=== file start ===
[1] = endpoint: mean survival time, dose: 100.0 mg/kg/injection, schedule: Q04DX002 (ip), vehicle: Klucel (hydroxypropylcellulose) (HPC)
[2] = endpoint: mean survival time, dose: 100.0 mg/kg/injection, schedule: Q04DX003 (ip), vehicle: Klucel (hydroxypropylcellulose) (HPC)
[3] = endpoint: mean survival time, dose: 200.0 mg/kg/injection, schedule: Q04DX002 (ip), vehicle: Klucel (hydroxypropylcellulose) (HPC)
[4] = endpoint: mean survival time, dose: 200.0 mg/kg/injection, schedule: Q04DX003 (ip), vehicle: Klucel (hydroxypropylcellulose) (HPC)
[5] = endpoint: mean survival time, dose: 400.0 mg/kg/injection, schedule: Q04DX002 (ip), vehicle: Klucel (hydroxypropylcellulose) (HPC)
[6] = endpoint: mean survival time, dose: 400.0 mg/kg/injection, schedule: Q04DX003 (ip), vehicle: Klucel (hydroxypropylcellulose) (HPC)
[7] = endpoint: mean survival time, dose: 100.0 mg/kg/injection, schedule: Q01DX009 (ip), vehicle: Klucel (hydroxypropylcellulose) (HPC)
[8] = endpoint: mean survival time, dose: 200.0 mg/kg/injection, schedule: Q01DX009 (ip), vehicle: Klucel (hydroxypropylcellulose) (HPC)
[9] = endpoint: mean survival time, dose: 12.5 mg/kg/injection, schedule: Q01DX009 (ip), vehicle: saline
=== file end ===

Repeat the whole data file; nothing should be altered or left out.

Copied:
[1] = endpoint: mean survival time, dose: 100.0 mg/kg/injection, schedule: Q04DX002 (ip), vehicle: Klucel (hydroxypropylcellulose) (HPC)
[2] = endpoint: mean survival time, dose: 100.0 mg/kg/injection, schedule: Q04DX003 (ip), vehicle: Klucel (hydroxypropylcellulose) (HPC)
[3] = endpoint: mean survival time, dose: 200.0 mg/kg/injection, schedule: Q04DX002 (ip), vehicle: Klucel (hydroxypropylcellulose) (HPC)
[4] = endpoint: mean survival time, dose: 200.0 mg/kg/injection, schedule: Q04DX003 (ip), vehicle: Klucel (hydroxypropylcellulose) (HPC)
[5] = endpoint: mean survival time, dose: 400.0 mg/kg/injection, schedule: Q04DX002 (ip), vehicle: Klucel (hydroxypropylcellulose) (HPC)
[6] = endpoint: mean survival time, dose: 400.0 mg/kg/injection, schedule: Q04DX003 (ip), vehicle: Klucel (hydroxypropylcellulose) (HPC)
[7] = endpoint: mean survival time, dose: 100.0 mg/kg/injection, schedule: Q01DX009 (ip), vehicle: Klucel (hydroxypropylcellulose) (HPC)
[8] = endpoint: mean survival time, dose: 200.0 mg/kg/injection, schedule: Q01DX009 (ip), vehicle: Klucel (hydroxypropylcellulose) (HPC)
[9] = endpoint: mean survival time, dose: 12.5 mg/kg/injection, schedule: Q01DX009 (ip), vehicle: saline